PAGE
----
Bernard V. Nojadera was born August 20, 1963 in Oakland, CA and attended Star of the Sea elementary school in Virginia Beach, VA and St. Joseph College Prep in Vienna, W. Virginia.
He is a 1984 graduate of the former St. Joseph College Seminary, Mountain View; received his master of social work in 1991 from San Jose State University; and completed a master of arts in theology at St. Patrick Seminary, Menlo Park, in December 2001.
He currently serves in the California Army National Guard, Bravo Company 223rd, Military Intelligence Battalion.
Nojadera and his wife Lynnie have two children, Amanda, 17 and Christopher, 13. The family attends St. Mary Parish in Gilroy where he has served as a lay ecclesial minister for a number of years.
He served as a Pastoral Associate at St. Mary’s where he is Director of Music and Liturgy, Confirmation, and Youth Ministry; and he also serves on the diocesan Liturgical Commission.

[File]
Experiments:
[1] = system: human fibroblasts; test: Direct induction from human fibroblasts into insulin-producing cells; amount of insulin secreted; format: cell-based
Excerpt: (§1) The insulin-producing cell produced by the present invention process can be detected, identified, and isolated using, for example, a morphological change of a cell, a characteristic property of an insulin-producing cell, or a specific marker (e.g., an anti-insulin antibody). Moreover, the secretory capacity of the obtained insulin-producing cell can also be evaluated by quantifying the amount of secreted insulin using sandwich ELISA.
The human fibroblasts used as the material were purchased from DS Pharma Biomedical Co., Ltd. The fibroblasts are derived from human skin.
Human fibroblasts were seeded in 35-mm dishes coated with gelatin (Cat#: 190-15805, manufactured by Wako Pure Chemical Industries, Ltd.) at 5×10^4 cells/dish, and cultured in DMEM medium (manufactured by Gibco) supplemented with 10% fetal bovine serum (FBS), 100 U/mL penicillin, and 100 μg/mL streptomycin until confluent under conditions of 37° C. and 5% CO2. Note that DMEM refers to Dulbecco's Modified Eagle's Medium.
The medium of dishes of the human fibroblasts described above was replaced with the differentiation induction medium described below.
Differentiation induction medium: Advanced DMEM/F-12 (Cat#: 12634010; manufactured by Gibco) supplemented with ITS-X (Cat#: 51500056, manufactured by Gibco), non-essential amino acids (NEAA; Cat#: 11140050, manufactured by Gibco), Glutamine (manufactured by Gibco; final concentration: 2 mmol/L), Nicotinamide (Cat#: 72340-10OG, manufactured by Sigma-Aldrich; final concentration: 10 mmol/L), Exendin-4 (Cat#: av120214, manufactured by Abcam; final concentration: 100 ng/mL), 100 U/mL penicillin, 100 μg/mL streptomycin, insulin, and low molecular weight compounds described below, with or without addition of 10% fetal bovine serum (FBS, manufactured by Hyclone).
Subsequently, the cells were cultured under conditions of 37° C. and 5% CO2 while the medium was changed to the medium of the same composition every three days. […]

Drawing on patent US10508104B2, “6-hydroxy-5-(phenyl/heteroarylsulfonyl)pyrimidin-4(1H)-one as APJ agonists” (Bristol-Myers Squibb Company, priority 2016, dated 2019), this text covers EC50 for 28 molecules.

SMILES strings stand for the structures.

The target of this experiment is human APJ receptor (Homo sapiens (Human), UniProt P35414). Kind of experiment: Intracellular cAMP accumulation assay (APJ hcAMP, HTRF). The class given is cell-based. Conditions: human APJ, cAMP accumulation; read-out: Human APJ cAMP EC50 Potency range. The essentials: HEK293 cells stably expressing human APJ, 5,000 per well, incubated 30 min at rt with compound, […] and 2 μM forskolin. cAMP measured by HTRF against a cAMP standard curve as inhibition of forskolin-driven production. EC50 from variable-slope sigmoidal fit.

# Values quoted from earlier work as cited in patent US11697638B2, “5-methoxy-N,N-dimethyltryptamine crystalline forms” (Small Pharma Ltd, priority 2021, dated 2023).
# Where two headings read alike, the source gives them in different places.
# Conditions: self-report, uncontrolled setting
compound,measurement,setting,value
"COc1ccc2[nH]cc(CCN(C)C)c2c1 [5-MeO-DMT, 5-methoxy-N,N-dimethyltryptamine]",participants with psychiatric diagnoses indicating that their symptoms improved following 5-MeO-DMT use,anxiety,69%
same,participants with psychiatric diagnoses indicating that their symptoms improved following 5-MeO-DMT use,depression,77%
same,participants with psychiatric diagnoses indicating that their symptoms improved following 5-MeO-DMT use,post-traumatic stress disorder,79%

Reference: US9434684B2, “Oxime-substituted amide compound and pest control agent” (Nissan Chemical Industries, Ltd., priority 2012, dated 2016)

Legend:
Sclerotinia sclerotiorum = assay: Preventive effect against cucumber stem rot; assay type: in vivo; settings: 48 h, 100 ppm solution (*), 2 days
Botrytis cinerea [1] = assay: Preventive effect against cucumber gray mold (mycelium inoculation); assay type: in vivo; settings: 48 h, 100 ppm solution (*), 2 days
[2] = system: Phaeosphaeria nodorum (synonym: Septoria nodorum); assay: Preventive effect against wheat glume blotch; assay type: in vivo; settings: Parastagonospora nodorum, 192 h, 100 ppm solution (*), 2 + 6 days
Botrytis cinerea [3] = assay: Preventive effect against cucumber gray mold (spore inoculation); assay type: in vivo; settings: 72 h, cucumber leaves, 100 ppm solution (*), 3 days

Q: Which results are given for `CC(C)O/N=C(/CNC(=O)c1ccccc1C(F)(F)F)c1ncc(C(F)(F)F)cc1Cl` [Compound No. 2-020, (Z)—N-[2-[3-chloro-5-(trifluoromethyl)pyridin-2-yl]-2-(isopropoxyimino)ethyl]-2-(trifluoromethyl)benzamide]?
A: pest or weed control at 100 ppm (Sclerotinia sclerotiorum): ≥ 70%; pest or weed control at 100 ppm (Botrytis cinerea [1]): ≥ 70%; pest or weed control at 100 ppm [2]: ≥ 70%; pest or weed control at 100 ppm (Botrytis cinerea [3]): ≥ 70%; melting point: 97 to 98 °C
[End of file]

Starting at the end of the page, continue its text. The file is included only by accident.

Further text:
Nojadera has worked as a parish Confirmation coordinator, supervising religious studies and guidance programs for high school students, facilitating retreats for youth and their family members, and doing individual counseling and peer mentoring.
He has worked with youth and their families in his role as a psychiatric social worker and therapist. At South County Mental Health in Gilroy, he provided therapeutic services to junior high school students and their families and coordinated the domestic violence program for south Santa
Clara County and San Benito County.
He was a supervising therapist at Rebekah’s Children’s Home, a youth group home in Gilroy; and he was program manager at the Bridge Counseling Center, Inc., in Morgan Hill.
Since January of 2003, Nojadera has served as the Director of the Diocese of San Jose’s Office for the Protection of Children and Vulnerable Adults which provides ministry to individuals, and their families, who have made a complaint of sexual misconduct against clergy, Religious and lay personnel assigned in, under contract to, or employed by the diocese.
Nojadera chose to become a permanent deacon because “I am of service to the Church and have always found ways to share God’s gifts – music, teaching – I simply want to serve.”
He said his wife Lynnie has been “the catalyst in my moving forward to the diaconate. I had been thinking about it for a while and she continued to encourage me. I also know I have the continued prayers of my parents, family and friends.”